In March 2007, C-SPAN liberalized its copyright policy. It announced that ‘noncommercial copying, sharing and posting’? on the Internet of footage of Congressional hearings and other official proceedings for which it owns a copyright would be permitted without a license, provided attribution to C-SPAN was provided. 87 While this was a positive step, it is still highly restrictive, given that governmental proceedings are traditionally considered to have public domain status. As we know from the offline world, the media are seldom ‘noncommercial’?'â€they generally operate with an advertising-driven business model. C-SPAN’s license thus covers only the most casual of bloggers, and does not truly extend to journalists in the online world. It explicitly does not extend to journalists in the offline world. Among the uses of C-SPAN footage explicitly prohibited without permission is the use of their footage in ‘documentaries, films or television programs.’? 88 Even the most noncommercial of documentary, if sold to recover costs, cannot make use of videos of committee hearings except at the whim of C-SPAN executives. C-SPAN is to be commended for their revised policy, but it does not convey the spirit of promoting an open and transparent government.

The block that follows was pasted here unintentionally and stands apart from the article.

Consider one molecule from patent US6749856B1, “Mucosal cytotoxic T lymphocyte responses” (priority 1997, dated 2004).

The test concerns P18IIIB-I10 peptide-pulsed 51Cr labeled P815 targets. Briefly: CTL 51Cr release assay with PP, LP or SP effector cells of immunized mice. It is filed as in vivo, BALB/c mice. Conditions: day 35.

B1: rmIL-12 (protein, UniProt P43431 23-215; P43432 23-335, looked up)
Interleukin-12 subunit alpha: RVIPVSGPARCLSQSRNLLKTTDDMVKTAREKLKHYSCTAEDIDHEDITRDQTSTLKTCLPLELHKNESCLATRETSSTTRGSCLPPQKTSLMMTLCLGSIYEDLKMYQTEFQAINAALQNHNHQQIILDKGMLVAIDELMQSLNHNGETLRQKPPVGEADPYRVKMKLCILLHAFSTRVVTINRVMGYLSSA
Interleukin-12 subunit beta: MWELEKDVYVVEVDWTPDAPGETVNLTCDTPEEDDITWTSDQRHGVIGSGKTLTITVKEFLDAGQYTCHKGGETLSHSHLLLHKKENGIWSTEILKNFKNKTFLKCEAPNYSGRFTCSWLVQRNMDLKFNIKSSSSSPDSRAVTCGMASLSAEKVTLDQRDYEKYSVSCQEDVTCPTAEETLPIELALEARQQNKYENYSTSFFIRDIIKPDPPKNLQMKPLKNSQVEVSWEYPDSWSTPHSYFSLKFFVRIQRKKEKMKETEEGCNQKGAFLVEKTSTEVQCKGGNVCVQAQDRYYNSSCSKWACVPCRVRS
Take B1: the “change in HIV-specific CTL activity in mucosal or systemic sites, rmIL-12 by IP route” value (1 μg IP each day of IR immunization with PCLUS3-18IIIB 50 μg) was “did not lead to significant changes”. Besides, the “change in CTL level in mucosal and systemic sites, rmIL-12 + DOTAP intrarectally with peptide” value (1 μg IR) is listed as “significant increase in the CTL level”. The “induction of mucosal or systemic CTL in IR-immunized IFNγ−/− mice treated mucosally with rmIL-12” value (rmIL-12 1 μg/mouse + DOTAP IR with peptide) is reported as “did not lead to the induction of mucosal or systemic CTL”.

It is our recommendation that all Congressional videos, floor proceedings and committee hearings be made available to the public over the Internet. There are three components to comprehensive video availability:
- ‘live and archived video streams downloadable, in high- and low-quality format, for reuse and remixing by the public